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June 9, 2016 / Joanne Yeck

The Famous Forbes Case of Buckingham County: Part XII

Arson_12_Preliminary Trial


The Preliminary Trial

Once E. C. Wooldridge and Charles Forbes were behind bars in Farmville, the hyperbole in the press really took off. This was the “Most Interesting Case” to ever come to public notice in central Virginia. Why? According to The Times-Dispatch, “the heinousness of the crime” and “the prominence of the family which suffered, as well as the prominence of the arrested parties” gave it celebrity status. The newspaper predicted that the trial would draw “nearly every freeholder in the county” to the courthouse.

On May 31, 1904, the prisoners were transferred from Farmville to Buckingham Courthouse. “No case in Buckingham in a decade has caused as much excitement, and a large crowd was present,” declared The Times-Dispatch.

Three Magistrates – A. C. Garnett, Jr., E. V. Anderson, and C. I. Taylor – occupied the bench for the preliminary trial. Attorneys for the prosecution were Commonwealth’s Attorney E. W. Hubard and A. E. Strode, who was employed by the Forbes family. H. D. Flood and Judge J. M. Crute were present for the defense of E. C. Wooldridge. Mrs. Wooldridge and her fifteen-year-old daughter were in the courtroom. When her son, Dan, entered, Mrs. Wooldridge wept and shook his hand.

The case of Dan Wooldridge was heard first. The Appomattox and Buckingham Times changed its report about Dan and now stated that he was accused of participating in the burning of the Forbes property. Just one witness was brought to the stand, a Miss O’Brien. As reported in The Times-Dispatch, her testimony was confusing and weak. She said that Dan Wooldridge commented to her that “if Charlie [Forbes] had had any sense he could have saved the buggies.” Dan, seemingly unconcerned about the charges against him, looking “cheerful” during her testimony.

Next came the case against E. C. Wooldridge. Edloe Spencer, one of the men who had arrested Wooldridge, took the stand. Spencer, a cousin of the Forbes family, explained that he had heard the rumor that Charlie Forbes had been murdered.  In response to the rumor, Spencer traveled from Farmville into Buckingham, then heard that Forbes had hired a buggy in Appomattox County and had driven towards Wooldridge’s farm. Again, the testimony, as reported, comes across as incomplete, even a bit incoherent.

The article did not say that Spencer had a warrant or was an official of Prince Edward County yet he must have had some authority to make the arrest. It also reads as if he acted alone or, at the very least, instigated the arrest. At the time of his arrest, Wooldridge said he didn’t know where Charlie Forbes was and Spencer insisted on taking him to Farmville. Then, according to Spencer, Wooldridge admitted that he had been expecting arrest for several days and that he would help lynch the man who did the burning.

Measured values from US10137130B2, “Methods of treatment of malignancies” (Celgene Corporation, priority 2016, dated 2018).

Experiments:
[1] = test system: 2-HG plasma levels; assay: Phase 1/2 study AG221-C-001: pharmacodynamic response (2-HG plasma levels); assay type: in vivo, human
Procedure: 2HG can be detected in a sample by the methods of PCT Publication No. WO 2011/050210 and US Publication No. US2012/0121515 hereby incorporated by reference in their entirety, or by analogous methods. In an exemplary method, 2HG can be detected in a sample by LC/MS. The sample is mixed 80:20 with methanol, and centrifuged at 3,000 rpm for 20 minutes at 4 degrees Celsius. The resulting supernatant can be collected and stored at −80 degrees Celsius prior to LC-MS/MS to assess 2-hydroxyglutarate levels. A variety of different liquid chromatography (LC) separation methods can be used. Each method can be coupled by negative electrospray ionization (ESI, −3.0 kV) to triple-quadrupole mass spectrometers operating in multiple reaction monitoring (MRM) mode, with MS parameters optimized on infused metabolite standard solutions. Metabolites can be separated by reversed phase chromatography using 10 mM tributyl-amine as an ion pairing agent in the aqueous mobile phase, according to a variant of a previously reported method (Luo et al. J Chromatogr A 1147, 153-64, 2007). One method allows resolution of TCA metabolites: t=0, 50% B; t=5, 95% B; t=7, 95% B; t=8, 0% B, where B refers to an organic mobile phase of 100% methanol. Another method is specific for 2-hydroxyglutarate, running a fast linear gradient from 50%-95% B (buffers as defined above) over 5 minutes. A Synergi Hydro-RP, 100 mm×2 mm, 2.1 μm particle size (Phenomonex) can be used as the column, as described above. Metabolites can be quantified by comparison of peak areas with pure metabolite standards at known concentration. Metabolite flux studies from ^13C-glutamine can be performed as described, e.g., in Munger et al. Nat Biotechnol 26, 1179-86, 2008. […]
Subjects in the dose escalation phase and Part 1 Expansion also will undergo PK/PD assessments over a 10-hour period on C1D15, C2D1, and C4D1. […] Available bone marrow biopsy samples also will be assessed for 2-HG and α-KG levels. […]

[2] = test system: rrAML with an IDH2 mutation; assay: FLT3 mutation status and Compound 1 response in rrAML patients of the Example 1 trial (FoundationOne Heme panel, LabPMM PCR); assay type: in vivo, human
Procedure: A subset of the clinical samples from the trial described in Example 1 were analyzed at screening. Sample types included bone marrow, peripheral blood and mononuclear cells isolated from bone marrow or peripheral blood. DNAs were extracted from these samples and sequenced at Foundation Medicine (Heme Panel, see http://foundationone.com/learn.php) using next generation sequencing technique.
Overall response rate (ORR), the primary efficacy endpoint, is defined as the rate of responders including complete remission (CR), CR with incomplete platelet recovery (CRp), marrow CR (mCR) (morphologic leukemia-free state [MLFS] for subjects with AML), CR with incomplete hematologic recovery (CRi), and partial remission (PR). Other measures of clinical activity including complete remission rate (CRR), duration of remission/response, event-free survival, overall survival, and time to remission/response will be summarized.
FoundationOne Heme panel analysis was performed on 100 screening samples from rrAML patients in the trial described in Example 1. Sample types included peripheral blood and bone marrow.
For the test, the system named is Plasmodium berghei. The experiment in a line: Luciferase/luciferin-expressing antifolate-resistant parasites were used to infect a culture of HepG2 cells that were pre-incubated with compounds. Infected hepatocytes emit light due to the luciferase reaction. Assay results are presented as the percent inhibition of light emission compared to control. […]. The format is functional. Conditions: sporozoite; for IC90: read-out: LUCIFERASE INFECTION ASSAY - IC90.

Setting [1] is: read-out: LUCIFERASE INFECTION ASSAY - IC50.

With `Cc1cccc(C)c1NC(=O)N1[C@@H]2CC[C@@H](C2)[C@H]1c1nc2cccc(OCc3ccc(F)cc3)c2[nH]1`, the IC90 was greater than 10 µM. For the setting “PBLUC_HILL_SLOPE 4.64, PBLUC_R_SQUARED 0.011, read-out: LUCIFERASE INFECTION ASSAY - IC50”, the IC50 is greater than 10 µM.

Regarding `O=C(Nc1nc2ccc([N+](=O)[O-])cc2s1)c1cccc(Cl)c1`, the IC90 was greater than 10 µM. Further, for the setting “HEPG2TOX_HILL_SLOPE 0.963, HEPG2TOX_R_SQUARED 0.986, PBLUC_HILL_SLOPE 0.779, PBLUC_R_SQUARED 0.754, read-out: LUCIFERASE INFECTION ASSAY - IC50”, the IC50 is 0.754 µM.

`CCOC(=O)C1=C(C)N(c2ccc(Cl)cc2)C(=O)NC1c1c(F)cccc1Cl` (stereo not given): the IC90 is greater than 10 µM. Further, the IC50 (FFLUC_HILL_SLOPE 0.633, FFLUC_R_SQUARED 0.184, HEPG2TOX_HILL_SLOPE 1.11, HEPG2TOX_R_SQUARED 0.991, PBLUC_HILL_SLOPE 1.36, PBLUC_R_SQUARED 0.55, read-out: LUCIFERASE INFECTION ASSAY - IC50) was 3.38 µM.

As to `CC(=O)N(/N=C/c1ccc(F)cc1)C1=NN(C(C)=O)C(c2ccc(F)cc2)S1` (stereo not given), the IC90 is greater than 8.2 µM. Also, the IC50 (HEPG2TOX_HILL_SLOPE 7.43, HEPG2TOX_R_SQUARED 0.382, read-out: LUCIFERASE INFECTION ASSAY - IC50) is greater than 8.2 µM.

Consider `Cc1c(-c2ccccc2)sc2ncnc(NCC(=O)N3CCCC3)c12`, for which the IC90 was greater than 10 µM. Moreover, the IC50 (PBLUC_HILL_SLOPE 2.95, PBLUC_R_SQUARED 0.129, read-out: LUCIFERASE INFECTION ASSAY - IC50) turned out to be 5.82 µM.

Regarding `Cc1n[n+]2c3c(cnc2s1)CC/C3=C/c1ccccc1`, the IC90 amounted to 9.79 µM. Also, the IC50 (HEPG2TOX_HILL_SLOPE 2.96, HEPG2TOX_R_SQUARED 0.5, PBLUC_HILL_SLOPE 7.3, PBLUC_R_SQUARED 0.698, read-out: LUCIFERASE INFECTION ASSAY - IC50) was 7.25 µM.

If Wooldridge actually suggested a lynching as part of declaring his own innocence, he displayed a volatile personality and poor judgement. Despite this outburst, Wooldridge did not resist arrest and the men proceeded towards the jail at Farmville.

Spencer’s version, as reported, makes him the lone captor of Wooldridge. Where were Officer Fogus of the Farmville police force, Hopkins H. Gilliam of Farmville and Richard and Reece Morgan of Buckingham, all of whom figured in the original report of the arrest?


As they traveled towards the Farmville jail, Wooldridge suddenly indicated that Charlie Forbes was about four and a half miles away at Forbes’s Post Office. He asked for a pencil and paper, writing:

Phone Winston McKinney, deputy sheriff of Appomattox depot, to see Joe Harvey, and find out positively about Charlie Forbes, and go by Joe Goins’s and Jones’s old place; there are three of us; you have me, now get the others.

Spencer continued, “Before we got to Farmville, he said the shoes he had on when arrested made those tracks.”

Had Wooldridge provided Edloe Spencer with a written confession and identified Charlie Forbes as an accomplice?

Coming Next: Shoes Fitted the Tracks

Need to catch up? Click here for The Famous Forbes Case of Buckingham County: Part I

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